Symbol and Inner Symbol Rationale
This document describes various design points of the major CIRCT dialects relating to the use of symbols and the introduction of inner symbols and related types. This follows in the spirit of other MLIR Rationale docs.
Verilog and FIRRTL have, from a software compiler perspective, an unusual
number of nameable entities which can be referred to non-locally. These entities
have deep nesting in the code structures. The requirements of dealing with
these entities and references entails more complexity than provided by MLIR’s
symbols and symbol tables. Several CIRCT dialects, therefore, share a common
supplemental mechanism called “Inner Symbols” to manage these requirements.
Inner Symbols necessarily deviate from MLIR nested symbol tables to enable representation of the behavior of Verilog and FIRRTL.
Use of MLIR symbols ¶
MLIR symbols are directly used for items in the global scope. This primarily
firrtl modules, though other entities, such as
interfaces and bind statements and
firrtl non-local anchors, also share this
space. Modules and instances of them are well suited to MLIR symbols. They
are analogous in scoping and structure to functions and call instructions. The
firrtl.circuit operations define a symbol table, and all
modules contained define symbols, with instances referring by symbol to their
Inner Symbol ¶
hw module, many entities may exist which can be referenced
outside the module. Operations and ports (and memory ports), need to define
symbol-like data to allow forming non-SSA linkage between disparate elements.
To accomplish this, an attribute named
inner_sym is attached, providing a
scoped symbol-like name to the element. An operation with an
resides in arbitrarily-nested regions of a region that defines an
InnerSymbolTable and a
Inner Symbols are different from normal symbols due to MLIR symbol table
resolution rules. Specifically, normal symbols are resolved by first going up
to the closest parent symbol table and resolving down from there (recursing
back down for nested symbol paths). In FIRRTL and HW, modules define a symbol in a
builtin.module symbol table. For instances to be able to resolve the
modules they instantiate, the symbol use in an instance must resolve in the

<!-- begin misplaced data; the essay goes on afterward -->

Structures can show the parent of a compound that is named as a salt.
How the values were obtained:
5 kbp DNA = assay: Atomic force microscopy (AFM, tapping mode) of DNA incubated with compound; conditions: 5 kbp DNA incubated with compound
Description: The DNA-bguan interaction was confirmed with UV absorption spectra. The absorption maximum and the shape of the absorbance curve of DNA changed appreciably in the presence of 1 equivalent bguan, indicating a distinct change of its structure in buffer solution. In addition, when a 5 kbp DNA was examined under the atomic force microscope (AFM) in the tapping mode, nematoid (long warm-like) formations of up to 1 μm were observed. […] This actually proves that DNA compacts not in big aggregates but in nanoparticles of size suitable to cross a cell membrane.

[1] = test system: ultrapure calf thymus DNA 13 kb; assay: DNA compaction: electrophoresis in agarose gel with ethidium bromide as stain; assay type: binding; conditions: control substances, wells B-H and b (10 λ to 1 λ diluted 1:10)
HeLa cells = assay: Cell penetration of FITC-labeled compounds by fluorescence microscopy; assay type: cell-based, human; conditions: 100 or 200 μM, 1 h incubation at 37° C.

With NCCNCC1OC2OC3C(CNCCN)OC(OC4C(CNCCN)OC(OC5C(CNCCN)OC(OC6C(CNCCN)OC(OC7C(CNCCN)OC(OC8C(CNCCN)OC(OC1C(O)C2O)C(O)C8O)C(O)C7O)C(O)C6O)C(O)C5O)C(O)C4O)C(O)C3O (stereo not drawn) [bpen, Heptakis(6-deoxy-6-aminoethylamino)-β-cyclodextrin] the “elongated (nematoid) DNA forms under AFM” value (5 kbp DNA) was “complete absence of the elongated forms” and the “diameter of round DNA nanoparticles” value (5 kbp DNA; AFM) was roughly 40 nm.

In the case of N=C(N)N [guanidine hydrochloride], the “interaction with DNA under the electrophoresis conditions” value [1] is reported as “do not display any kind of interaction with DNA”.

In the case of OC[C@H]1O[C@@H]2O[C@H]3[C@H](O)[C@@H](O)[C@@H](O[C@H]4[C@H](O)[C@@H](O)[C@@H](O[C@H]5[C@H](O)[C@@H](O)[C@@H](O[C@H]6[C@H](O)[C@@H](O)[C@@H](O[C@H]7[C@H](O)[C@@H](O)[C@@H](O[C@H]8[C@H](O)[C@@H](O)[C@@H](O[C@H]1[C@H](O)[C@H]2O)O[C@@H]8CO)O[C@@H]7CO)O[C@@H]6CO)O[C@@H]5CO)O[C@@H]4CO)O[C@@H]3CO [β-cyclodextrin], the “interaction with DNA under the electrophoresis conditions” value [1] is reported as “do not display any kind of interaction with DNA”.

top-level symbol table. If a module were a symbol table, instances resolving a
symbol would start from their own module, never seeing other modules (since
resolution would start in the parent module of the instance and be unable to go
to the global scope). The second problem arises from nesting. Symbol
defining operations must be immediate children of a symbol table. FIRRTL and HW/SV
operations which define an
inner_sym are grandchildren, at least, of a symbol
table and may be much further nested. Lastly, ports need to define
something not allowed by normal symbols.
Inner Symbol Reference Attribute ¶
InnerRefAttr is provided to encapsulate references to inner
symbols. This attribute stores the parent symbol and the inner symbol. This
provides a uniform type for storing and manipulating references to inner
Inner symbols are more costly than normal symbols, precisely from the
relaxation of MLIR symbol constraints. Since nested regions are allowed,
finding all operations defining an
inner_sym requires a recursive IR scan.
Verification is likewise trickier, partly due the significant increase in non-local references.
Common Use ¶
The most common use for
InnerRefAttrs are to build paths through the instantiation
graph to use a subset of the instances of an entity in some way. This may
be reading values via SystemVerilog’s cross-module references (XMRs),
specifying SV bind constraints,
specifying placement constraints, or representing non-local attributes (FIRRTL).
The common element for building paths of instances through the instantiation
graph is with a
NameRefArrayAttr attribute. This is used, for example, by